4 Ways Google's Android TV Can Take Over The Living Room
Google (NASDAQ: GOOG) has made it clear it wants to be involved in every aspect of consumers’ lives. From PCs, tablets, smartphones and even smart homes, the company has already made its software and Android OS a major force.
However, one area the company has yet to conquer fully is the living room. Aside from its $35 Chromecast dongle that attaches to the television and streams content from YouTube and other sources, the main entertainment center for most homes has seen very little in the way of Google encroachment.
That may be about to change. At Google’s I/O 2014 keynote Wednesday, the company demonstrated its new Android TV.
Cable & Apps
The platform combines live TV via cable (or an over-the-air antenna) with a plethora of Android apps, Google Play, and more in order to provide consumers with maximum Google-ized interaction with their television.
Related Link: Google To Add Satellites To Its Global Outreach Efforts
Main features demonstrated included fast access to content and the ability to return quickly to the main screen via an Android “home” button. Apps added from the Play Store as well as other installed apps appeared to be easily accessible.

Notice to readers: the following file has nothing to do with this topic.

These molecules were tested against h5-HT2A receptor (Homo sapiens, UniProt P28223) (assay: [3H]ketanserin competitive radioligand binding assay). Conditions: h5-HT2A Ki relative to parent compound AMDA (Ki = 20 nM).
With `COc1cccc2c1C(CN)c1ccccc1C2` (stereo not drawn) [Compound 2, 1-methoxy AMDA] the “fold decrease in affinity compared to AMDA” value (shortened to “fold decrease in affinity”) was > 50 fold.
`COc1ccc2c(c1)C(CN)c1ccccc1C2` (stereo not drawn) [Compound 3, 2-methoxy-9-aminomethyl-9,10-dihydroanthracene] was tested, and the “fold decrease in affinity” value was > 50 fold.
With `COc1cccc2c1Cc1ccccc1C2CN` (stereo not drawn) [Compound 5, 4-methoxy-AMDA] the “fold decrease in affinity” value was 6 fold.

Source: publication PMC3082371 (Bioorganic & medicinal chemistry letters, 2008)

The Verge found a separate games area with control provided by a stand-alone game controller or by Android phone to be “fast and fluid.”
Noting that Google’s search function would play a big role in Android TV, The Verge reported that the onstage demonstration at I/O 2014 indicated complex queries such as “show me all Oscar-nominated movies from 2002" would be possible. This feature would be important in order for Google to compete with Amazon's new Fire TV.
Smoothing Over Competition
Smoothing the transition from live television to streamed content, along with interacting with other entertainment-oriented devices, would be a major component of Android TV. That, however, would not be enough. The crowded field includes not only Amazon, but also Apple and Roku to name a couple.
Not yet clear was the full extent to which previous Google partners would adopt or become involved with Android TV. According to Quartz, so far Sony, LG, Asus, and Intel were on board in a variety of roles including televisions, computer chips and distribution agreements.
Notably missing from the lineup, however, was longtime Google Android partner, Samsung.
At the time of this writing, Jim Probasco had no position in any mentioned securities.
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